The translation devices have been a great help. Through a SIM card they are connected to a powerful cloud-based translation engine. Users can speak into them and the devices immediately produces a spoken translation in the target language. “We’ve received very positive feedback from users. They’re easier to use than similar apps on smartphones. They have their limitations but the overall quality is impressive and it’s enough to convince many employers that language needn’t be an issue.”

Women shift

Another specific effort that was needed to place Ukrainian refugees was to find jobs that suit their circumstances. “The vast majority of refugees are women, many with children. In many cases, they manage to organize childcare with the help of other refugees, but it’s still important that employers offer flexibility. Some of them have even introduced a ‘women shift’.”

Through this extra package, RGF has already been able to place over a 200 refugees with companies throughout Germany, in various sectors including logistics, the automotive industry and food manufacturing. Did it take special efforts to convince employers? “Some had understandable concerns, mostly of a practical nature. Which is why we, for example, provided the translation devices. We also made a point of supporting this effort from the top. We challenged sales directors to actively support the placement process and approach customers directly. And of course, in our conversations with customers we also emphasized that for them, this was a real opportunity to do good.”

Reaching out

Having said that, Ukrainian refugees have already proven their worth for employers as well. While  for refugees from other parts of the world it can at times be a struggle to adapt to a German work environment, this is much less of a challenge for Ukrainians, Philipp has noticed. “The culture is quite close to our own. And the Ukrainian work ethic is impressive, especially when you consider how much these people must have on their minds at the moment.”

To reach out to Ukrainian refugees, RGF Staffing was able to draw on the experience and expertise of its international recruitment department. “We already had colleagues who could speak Russian or Polish and we have hired Ukrainian speakers. We also built dedicated landing pages for Ukrainian refugees, and we enabled accessible, easy-to-use chat platforms for them to fill in questionnaires and have real-time chats with our consultants. In Ukrainian.”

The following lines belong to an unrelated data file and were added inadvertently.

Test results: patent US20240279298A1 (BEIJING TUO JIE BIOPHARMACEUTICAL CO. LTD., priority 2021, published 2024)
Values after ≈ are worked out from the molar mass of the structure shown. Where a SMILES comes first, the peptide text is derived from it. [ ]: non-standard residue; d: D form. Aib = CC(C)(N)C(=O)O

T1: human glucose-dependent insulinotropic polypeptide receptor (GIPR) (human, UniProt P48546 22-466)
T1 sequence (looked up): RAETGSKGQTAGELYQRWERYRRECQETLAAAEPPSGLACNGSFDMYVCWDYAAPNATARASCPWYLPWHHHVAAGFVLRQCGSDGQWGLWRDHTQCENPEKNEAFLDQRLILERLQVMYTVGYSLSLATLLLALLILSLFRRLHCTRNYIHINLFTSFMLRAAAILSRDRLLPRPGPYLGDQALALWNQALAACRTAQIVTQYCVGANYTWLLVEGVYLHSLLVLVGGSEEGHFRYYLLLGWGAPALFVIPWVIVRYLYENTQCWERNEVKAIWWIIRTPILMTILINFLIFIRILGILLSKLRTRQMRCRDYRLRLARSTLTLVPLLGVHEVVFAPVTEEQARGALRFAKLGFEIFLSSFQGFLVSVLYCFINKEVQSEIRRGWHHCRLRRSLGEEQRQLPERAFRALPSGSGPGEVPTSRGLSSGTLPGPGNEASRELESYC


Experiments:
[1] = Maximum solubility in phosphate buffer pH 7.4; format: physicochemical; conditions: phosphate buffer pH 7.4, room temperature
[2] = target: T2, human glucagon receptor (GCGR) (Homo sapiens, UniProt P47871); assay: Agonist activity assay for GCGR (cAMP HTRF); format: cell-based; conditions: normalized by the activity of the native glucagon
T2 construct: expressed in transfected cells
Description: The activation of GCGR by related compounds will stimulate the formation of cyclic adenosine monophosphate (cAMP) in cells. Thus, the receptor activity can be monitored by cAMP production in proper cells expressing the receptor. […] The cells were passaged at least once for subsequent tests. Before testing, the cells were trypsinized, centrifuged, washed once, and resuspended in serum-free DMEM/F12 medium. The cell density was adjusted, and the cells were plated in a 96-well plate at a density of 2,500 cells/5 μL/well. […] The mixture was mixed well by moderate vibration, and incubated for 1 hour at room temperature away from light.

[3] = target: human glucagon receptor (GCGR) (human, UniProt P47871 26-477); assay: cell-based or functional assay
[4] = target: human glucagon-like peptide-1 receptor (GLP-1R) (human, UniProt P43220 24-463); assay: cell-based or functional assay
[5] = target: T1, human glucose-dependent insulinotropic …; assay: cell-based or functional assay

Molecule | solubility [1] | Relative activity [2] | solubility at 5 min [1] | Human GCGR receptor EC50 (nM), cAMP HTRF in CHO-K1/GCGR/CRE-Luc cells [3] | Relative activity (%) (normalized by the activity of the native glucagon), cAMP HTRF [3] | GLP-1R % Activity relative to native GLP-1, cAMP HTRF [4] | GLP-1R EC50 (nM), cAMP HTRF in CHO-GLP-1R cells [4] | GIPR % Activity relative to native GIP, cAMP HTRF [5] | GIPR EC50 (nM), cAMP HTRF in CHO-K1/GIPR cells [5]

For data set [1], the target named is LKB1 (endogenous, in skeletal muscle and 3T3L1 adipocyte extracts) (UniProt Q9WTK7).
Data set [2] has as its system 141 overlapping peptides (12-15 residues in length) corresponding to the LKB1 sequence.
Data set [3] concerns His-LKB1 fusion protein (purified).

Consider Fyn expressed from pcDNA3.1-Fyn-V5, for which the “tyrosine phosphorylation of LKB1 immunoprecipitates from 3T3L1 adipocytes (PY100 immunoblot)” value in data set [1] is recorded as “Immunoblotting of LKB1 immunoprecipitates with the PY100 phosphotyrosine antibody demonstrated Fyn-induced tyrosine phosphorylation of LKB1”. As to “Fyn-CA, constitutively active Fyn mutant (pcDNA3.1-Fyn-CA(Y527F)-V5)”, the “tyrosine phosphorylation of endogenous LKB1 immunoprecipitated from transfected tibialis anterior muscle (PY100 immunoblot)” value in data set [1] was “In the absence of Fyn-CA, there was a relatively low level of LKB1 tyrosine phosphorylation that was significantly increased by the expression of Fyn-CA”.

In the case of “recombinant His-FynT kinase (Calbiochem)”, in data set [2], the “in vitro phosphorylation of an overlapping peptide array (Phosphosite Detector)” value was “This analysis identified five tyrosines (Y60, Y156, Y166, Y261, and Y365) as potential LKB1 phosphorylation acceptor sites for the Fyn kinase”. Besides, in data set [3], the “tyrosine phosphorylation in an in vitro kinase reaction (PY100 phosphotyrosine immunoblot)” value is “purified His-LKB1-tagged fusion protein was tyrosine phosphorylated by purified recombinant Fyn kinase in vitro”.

Philipp himself, along with other RGF colleagues, made a point of investing time and effort in getting to know refugees and their circumstances. “That’s vital in order to build up trust”, he says. “Recent experiences and recent history in general has made many people cautious, So you need to build up trust, step by step. Provide practical help where possible. Accompany them when they need to visit the authorities. And even when you can’t provide practical help, make them feel that you’ve got their interests in mind.”

The long run

Looking back on the last few months, Philipp feels proud of what has been accomplished, while emphasizing RGF is not resting on its laurels. “I’m proud of RGF Staffing’s overall contribution as a global network, for example the 1 million euro donation to the Red Cross. A lot of our internal staff here in Germany have expressed their pride in this initiative, and we’ve had a lot of grateful feedback from refugees themselves. But of course we are in this for the long run. The situation is changing all the time, also in Ukraine. I know that many refugees have already expressed their hope to be able to go back home soon. Even to areas still in the firing line.”

“Still, we will be left with a substantially grown Ukrainian community here in Germany and our commitment will last. We’ve managed to build close ties, I’m proud of the fact that we’ve won their trust and that we’ve been able to set up a way of working with them that is both morally sound and of real help to everybody, both refugees and employers here. And that’s what we will continue to do.”

Phillip Geyer